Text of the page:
MINNEAPOLIS (WCCO) — Five protesters were hospitalized Monday night after a shooting near the 4th Precinct on Minneapolis’ north side, and witnesses say the gunmen were white supremacists targeting those demonstrating in the aftermath of Jamar Clark’s death.

Police responded to the shooting Monday at 10:45 p.m. on the 1400 block of Morgan Avenue North, which is located one block north of the 4th Precinct.

Witnesses said the gunmen were white supremacists who were hanging around the rally before others asked them to leave. The witnesses said the men came back a short time later and fired six shots at protesters.

(credit: CBS)

(credit: CBS)

All five victims are being treated for non-life-threatening injuries. Two were taken by ambulance to Hennepin County Medical Center, while three others were driven to North Memorial Medical Center.

On Tuesday morning, police said they arrested two men in connection to the shooting. One, a 23-year-old white man, was arrested in Bloomington; the other, a 32-year-old Hispanic man, was arrested in south Minneapolis.

Police say they are looking for other suspects.

Related: 2nd Man Arrested In 4th Precinct Shooting That Injured 5

Meanwhile, additional uniformed officers have been stationed near the 4th Precinct to protect people in the area.

Minneapolis Mayor Betsy Hodges released a video statement on the shooting.

“I abhor last night’s attacks. They have no place in our city,” she said. “We are sparing no efforts to find the suspects and to bring them to justice.”

After the shooting, a crowd gathered at the scene and emotions ran high.

“Everyone has been on high alert because in the last several days there have been lots of conversations of white supremacists’ websites and chatrooms, where they talked about coming to the protests,” Minneapolis NAACP president Nekima Levy-Pounds said. “They talked about having weapons and also doing things that would agitate the crowd and incite confrontation between police officers and protesters.”

Levy-Pounds says grief counselors will be on hand Wednesday for Clark’s funeral. A dinner is also planned for Thanksgiving Day.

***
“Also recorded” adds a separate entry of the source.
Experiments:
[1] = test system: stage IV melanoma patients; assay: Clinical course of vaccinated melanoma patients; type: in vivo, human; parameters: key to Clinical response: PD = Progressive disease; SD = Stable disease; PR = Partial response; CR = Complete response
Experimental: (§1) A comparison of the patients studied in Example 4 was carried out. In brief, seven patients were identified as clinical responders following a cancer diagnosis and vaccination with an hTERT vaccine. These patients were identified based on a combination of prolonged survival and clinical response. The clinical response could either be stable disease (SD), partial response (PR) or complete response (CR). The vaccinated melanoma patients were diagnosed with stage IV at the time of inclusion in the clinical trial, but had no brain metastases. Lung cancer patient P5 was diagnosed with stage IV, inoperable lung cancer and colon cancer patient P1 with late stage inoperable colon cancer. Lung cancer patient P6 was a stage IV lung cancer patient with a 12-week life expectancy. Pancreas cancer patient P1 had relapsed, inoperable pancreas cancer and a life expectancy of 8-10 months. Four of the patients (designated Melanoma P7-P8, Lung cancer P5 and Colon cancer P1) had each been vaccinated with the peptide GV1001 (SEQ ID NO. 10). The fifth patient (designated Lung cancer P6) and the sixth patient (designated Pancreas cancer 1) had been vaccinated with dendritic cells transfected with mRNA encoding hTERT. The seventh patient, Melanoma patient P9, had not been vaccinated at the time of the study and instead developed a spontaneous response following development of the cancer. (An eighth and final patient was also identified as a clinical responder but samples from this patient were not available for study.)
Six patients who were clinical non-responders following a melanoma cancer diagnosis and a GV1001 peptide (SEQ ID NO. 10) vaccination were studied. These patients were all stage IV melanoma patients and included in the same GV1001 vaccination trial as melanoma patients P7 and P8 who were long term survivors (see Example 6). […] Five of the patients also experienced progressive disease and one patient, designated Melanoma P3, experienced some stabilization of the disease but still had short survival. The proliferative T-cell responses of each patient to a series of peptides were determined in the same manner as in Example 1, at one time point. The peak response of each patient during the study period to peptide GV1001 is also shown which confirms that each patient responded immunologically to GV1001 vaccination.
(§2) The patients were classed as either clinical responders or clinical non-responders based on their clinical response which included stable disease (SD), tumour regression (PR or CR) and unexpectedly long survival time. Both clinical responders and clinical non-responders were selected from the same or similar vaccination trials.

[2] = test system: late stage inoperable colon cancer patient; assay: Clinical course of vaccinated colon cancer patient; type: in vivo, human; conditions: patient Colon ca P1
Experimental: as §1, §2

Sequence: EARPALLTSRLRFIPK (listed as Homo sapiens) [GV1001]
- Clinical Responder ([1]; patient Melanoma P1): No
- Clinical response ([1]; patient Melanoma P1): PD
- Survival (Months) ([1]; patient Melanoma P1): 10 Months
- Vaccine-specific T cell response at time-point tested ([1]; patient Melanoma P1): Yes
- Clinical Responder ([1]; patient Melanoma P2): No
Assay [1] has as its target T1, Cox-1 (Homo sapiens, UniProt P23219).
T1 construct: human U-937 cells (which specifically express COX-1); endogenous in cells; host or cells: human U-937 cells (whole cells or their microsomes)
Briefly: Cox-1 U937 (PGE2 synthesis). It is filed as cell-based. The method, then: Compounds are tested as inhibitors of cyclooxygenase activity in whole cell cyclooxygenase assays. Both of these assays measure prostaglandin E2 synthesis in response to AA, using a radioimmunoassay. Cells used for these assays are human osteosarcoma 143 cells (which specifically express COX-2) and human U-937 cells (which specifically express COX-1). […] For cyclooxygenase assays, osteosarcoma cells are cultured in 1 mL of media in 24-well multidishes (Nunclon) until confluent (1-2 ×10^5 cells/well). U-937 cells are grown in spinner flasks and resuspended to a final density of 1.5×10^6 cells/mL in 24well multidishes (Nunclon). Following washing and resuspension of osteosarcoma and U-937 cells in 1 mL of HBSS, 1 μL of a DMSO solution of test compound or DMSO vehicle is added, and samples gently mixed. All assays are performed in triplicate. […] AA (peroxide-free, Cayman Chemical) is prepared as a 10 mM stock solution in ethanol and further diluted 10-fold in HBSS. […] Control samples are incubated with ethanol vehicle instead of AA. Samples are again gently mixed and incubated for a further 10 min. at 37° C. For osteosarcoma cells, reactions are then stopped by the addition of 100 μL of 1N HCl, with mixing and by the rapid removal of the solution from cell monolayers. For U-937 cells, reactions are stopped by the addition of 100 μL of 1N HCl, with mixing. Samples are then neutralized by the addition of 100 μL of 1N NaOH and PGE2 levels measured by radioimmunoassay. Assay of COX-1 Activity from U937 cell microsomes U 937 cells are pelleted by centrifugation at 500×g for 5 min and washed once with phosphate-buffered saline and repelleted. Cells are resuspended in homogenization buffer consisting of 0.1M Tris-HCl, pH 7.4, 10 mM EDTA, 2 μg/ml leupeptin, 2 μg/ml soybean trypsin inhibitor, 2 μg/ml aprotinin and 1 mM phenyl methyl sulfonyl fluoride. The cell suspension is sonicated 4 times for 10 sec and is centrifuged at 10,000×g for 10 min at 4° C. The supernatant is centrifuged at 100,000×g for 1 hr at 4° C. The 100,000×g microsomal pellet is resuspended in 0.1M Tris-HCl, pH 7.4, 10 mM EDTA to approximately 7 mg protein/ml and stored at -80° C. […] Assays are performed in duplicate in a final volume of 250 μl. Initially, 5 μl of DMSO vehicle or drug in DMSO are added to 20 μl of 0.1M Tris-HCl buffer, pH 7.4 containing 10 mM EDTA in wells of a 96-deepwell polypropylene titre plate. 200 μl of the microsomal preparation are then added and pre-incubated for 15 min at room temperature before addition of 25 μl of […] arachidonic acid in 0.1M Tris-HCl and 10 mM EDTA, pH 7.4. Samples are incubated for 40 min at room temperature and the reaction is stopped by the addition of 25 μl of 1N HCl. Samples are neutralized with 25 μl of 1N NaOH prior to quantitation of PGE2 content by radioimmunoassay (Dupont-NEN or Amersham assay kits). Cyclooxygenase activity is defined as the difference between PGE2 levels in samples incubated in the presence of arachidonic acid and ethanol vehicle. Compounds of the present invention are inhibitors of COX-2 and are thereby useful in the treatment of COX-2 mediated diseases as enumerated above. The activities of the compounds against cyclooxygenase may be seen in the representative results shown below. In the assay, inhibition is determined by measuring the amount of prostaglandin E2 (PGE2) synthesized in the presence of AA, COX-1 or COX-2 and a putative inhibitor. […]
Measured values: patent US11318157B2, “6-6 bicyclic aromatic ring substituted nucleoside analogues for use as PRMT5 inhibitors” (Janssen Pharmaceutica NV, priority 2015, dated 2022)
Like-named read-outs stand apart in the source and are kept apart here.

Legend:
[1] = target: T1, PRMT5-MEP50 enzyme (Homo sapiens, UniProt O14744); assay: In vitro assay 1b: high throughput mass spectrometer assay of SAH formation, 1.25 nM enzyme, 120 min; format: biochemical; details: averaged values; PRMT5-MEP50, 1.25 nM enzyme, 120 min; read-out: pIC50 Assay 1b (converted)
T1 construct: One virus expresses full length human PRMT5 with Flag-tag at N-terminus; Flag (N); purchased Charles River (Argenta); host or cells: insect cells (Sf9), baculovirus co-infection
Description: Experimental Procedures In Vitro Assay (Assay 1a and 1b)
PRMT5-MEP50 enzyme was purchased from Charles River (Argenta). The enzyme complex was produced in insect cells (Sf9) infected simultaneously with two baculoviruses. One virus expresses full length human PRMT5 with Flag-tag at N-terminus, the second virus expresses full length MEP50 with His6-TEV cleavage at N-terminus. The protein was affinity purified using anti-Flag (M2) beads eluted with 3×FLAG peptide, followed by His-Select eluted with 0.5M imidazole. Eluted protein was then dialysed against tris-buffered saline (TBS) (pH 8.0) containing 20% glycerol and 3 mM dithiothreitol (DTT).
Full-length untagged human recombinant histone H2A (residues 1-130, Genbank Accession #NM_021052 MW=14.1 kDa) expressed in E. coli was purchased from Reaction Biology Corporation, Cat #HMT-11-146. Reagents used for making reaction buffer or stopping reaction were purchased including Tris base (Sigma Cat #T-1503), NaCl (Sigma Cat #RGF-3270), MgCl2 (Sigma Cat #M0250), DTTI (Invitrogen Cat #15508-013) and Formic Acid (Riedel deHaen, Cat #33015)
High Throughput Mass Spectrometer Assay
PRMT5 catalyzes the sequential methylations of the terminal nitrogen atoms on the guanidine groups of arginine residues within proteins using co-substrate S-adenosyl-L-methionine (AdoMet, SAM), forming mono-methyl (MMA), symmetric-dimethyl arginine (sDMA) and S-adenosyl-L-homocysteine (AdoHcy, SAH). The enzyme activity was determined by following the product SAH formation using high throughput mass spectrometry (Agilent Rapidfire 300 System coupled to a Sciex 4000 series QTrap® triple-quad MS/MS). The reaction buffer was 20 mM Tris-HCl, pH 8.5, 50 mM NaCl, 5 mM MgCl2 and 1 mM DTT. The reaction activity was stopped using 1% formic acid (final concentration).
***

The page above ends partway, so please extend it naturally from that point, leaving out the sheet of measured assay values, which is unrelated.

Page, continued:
Clark’s brother, Eddie Sutton, released a statement following Monday’s shooting, calling for an end to the precinct protests.

“[I]n light of tonight’s shootings, the family feels out of imminent concern for the safety of the occupiers, we must get the occupation of the 4th Precinct ended and onto a next step,” the statement said.

However, protesters say they will not be shutting down the protest as people continue to bring firewood, food and water to the protest area.

“I urge people out here to proceed with caution,” Levy-Pounds said. “People have to decide if they are comfortable being here, but many of us are saying we will not turn around, we will not back up we will are not afraid. We are going to continue to stand up for what we believe in.”

(credit: CBS)

(credit: CBS)

Protesters have been outside the 4th Precinct for nine days, ever since 24-year-old Jamar Clark was shot and killed by police after a scuffle last Sunday.

Witnesses say Clark was handcuffed when an officer shot him in the head. Police dispute that claim, saying Clark was trying to grab an officer’s firearm, and that they were justified in using deadly force.

The group Black Lives Matter has called on city leaders to release video footage captured of the incident, but authorities say it would harm their investigation into the incident. Protesters are camped outside the 4th Precinct, refusing to leave until the footage is made public.

RELATED: Gov. Dayton Says Video Of Jamar Clark Shooting Is Inconclusive

Sen. Al Franken said Tuesday that he was “horrified” to learn about Monday’s shooting.

“I understand that a search for the shooters is currently underway, and I join residents of the North Side in demanding that they be brought to justice,” he said. “In the meantime, my thoughts are with Jamar Clark’s family and the injured.”

A community concert is scheduled for 5 p.m. Tuesday. The group Sounds of Blackness will be performing and the protesters hope the concert will promote healing and unity.

Before that, there’ll be a protest march at 2 p.m.

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